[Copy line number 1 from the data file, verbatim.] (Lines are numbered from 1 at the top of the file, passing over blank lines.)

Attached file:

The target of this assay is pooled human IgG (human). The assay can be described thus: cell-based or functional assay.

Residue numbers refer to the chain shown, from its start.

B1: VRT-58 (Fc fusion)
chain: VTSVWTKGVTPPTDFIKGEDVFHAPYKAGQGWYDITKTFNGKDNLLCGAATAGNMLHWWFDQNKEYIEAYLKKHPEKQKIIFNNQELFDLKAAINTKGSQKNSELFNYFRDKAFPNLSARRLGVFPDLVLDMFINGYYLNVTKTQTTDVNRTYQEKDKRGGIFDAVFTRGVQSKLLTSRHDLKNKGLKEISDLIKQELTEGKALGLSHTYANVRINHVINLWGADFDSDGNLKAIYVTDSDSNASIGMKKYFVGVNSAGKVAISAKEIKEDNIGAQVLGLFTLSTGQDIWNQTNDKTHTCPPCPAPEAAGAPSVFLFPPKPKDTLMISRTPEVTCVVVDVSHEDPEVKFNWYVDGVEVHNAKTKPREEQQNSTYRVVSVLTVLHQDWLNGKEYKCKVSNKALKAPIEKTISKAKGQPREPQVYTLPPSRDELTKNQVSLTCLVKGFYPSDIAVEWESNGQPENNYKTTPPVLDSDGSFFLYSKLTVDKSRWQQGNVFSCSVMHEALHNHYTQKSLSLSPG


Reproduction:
The target of this assay is pooled human IgG (human). The assay can be described thus: cell-based or functional assay.